Francesco Novello da Carrara

Francesco II da Carrara (19 May 1359 – 16 January 1406), known as Francesco il Novello ('Francesco the Younger'), was Lord of Padua after his father, Francesco I il Vecchio, renounced the lordship on 29 June 1388; he was a member of the family of Carraresi. He married Taddea, daughter of Niccolò II d'Este, Lord of Modena.[1]

Medal with the bust of Francesco Novello, 1390

He fought in the Battle of Castagnaro (1387) for Padua.

He was executed by Venetian officials after his capture during the war between Venice and Padua (see War of Padua). Burckhardt writes: "when the last Carrara could no longer defend the walls and gates of the plague-stricken Padua, hemmed in on all sides by the Venetians, the soldiers of the guard heard him cry to the devil 'to come and kill him.'"[2] His sons Francesco and Giacomo who had also been captured were executed the following day. [3] In Francesco's extensive familia, or ducal household, the painter Cennino Cennini imbibed the humanist culture expressed in his celebrated Libro dell'arte.[4]


Francesco II had several legitimate children:[5]

  • Francesco III, was strangled a few days after his father.
  • Jacopo, taken prisoner after the surrender of Verona, strangled a few days after his father.
  • Ubertino
  • Marsilio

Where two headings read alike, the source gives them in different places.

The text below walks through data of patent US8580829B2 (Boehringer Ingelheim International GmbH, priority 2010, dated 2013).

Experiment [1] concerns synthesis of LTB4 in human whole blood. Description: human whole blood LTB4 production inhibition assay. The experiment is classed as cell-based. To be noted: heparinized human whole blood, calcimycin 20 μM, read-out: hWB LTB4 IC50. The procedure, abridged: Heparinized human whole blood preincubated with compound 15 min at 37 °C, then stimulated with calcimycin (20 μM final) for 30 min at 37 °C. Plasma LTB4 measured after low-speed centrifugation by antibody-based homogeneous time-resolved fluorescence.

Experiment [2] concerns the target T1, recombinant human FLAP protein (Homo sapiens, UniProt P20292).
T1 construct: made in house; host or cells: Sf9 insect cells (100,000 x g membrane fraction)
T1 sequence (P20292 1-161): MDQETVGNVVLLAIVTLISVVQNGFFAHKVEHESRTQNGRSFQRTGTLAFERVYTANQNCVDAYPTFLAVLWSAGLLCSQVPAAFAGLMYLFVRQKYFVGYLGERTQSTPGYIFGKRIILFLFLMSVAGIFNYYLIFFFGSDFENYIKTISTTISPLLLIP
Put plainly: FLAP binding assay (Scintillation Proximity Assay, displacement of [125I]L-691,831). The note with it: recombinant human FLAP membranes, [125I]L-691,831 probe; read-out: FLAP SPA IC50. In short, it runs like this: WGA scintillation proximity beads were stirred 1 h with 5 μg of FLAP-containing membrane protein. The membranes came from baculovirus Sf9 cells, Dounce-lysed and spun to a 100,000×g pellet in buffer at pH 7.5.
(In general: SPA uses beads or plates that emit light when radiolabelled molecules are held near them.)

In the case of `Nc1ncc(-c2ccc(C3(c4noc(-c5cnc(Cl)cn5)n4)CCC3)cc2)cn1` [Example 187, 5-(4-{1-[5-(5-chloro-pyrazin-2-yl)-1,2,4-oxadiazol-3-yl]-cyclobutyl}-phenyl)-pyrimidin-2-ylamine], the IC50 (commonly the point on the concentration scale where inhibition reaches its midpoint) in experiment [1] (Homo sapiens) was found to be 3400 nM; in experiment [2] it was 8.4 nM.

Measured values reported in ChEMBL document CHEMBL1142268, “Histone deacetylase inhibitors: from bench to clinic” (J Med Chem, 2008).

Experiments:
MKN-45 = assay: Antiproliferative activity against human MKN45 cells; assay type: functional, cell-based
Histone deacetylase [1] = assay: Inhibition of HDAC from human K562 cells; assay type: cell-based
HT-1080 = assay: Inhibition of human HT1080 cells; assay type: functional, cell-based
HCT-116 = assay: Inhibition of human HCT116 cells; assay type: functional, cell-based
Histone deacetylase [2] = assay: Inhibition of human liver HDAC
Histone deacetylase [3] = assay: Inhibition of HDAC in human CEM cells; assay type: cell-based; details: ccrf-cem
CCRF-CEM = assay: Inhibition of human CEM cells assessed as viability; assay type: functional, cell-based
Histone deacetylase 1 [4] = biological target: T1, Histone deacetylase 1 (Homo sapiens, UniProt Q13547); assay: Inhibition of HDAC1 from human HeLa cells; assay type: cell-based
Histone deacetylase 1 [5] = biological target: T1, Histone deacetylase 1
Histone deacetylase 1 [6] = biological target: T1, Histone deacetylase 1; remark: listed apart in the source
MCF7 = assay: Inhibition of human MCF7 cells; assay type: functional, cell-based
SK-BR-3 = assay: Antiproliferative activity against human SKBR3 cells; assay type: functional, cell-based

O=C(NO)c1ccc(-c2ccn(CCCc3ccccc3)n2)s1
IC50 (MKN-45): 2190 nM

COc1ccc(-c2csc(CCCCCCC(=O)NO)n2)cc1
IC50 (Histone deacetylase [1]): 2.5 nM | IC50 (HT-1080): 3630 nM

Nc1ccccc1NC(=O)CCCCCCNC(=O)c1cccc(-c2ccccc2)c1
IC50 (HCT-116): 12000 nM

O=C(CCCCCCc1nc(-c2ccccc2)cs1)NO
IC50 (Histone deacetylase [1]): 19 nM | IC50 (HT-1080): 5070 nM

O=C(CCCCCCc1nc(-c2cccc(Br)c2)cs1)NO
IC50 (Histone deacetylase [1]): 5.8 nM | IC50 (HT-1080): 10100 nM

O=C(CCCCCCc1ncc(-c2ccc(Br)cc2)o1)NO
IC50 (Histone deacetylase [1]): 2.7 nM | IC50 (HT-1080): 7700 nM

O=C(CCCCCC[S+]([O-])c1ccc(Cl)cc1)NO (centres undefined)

• Nicolò, died in childhood
  • Gigliola da Carrara
  • Valpurga, abbess of Saint Agatha in Padua

He also had a number of illegitimate offspring:[5]

  • Stefano
  • Gionata
  • Milone
  • Agnese, married Ognibene da Mantova


  1. ^ A modern account of his dramatic career is L. Panzarino, Il Potere e la Nemesi, Francesco il Novello da Carrara e i suoi tempi, (Tipografia Rigoni Piove di Sacco), 2001.
  2. ^ Burckhardt, Jacob (1944). The Civilization of the Renaissance in Italy. London: Phaidon Press. p. 7.
  3. ^ "An Account of the End of the Carrara Dynasty, 1406," from A., B., and G. Gatari, Cronaca carrarese.
  4. ^ Martin Kemp, Behind the Picture: Art and Evidence in the Italian Renaissance (Yale University Press) 1997, pp 86f. Kemp notes the only documented reference to Cennino's career, which listed him in 1398 among familiaris magnifici domini paduani.
  5. ^ a b DBI.


Preceded by Lord of Padua
Venetian conquest